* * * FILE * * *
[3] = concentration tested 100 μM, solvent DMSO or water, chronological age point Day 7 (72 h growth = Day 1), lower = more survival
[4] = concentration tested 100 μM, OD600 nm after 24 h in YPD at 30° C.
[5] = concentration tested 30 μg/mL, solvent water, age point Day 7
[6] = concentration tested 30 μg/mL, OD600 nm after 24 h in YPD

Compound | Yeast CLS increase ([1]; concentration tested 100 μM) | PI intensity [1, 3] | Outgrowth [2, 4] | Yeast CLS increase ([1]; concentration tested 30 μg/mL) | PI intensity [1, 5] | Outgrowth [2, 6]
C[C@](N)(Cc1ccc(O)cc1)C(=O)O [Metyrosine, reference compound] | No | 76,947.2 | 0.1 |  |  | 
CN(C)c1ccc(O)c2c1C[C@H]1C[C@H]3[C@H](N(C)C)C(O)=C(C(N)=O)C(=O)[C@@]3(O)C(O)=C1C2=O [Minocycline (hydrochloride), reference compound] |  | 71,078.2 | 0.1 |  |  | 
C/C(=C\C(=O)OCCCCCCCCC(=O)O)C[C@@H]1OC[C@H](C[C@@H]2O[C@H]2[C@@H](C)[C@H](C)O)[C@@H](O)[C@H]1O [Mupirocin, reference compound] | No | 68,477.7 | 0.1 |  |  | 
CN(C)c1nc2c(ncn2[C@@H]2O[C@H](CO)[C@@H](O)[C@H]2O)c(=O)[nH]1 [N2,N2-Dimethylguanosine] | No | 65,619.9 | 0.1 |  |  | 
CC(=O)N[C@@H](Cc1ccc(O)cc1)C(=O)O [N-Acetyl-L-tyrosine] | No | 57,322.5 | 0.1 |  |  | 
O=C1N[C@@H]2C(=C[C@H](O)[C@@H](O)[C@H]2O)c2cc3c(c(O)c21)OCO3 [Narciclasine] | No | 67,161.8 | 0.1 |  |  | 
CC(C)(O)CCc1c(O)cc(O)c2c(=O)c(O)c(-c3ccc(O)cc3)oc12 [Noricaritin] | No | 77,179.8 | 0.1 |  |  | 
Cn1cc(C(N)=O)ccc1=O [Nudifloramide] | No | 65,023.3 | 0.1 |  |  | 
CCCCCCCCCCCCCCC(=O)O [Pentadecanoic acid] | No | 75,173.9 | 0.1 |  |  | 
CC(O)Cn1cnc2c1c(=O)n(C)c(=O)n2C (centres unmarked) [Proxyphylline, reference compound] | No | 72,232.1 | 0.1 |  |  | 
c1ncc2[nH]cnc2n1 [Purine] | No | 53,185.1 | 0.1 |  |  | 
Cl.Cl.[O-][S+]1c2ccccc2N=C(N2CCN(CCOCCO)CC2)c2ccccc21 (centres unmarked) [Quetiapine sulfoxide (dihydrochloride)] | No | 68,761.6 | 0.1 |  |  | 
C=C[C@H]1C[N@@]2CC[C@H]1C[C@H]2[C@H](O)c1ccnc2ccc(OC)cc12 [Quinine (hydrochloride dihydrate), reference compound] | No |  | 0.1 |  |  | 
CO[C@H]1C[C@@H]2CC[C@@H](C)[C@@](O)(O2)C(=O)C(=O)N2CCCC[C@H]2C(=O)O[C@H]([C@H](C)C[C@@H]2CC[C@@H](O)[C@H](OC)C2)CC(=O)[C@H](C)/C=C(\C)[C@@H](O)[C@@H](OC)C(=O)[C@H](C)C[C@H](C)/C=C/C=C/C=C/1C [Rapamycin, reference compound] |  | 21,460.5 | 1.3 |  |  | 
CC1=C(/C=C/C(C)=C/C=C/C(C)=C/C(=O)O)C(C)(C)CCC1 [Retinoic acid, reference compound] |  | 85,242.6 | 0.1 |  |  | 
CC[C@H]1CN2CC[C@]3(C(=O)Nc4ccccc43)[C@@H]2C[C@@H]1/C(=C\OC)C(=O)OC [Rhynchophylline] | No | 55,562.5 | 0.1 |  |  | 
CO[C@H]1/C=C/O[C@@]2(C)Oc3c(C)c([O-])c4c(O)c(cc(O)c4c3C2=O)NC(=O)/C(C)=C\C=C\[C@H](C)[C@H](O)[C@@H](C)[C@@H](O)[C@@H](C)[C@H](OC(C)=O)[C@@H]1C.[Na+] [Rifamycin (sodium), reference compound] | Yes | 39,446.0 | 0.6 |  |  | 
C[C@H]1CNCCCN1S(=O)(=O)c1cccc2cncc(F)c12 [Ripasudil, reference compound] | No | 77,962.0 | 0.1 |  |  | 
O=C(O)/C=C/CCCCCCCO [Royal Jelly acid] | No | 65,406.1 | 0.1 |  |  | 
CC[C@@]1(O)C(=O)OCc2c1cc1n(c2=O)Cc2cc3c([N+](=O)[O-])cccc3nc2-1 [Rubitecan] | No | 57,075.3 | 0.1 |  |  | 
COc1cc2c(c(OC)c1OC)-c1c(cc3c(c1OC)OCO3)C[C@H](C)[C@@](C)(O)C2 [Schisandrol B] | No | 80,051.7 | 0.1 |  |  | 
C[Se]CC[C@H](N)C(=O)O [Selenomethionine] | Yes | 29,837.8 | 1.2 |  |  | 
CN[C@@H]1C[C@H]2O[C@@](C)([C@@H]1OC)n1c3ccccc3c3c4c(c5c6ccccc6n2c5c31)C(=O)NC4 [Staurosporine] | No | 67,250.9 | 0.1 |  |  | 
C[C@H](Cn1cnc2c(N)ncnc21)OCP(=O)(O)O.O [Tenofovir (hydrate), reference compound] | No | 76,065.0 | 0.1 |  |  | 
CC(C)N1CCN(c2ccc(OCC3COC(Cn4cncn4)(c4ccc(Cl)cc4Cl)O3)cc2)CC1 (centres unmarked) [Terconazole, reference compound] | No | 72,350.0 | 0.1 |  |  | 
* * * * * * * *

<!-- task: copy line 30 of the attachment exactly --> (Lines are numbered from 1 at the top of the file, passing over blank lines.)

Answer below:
CC(C)N1CCN(c2ccc(OCC3COC(Cn4cncn4)(c4ccc(Cl)cc4Cl)O3)cc2)CC1 (centres unmarked) [Terconazole, reference compound] | No | 72,350.0 | 0.1 |  |  | 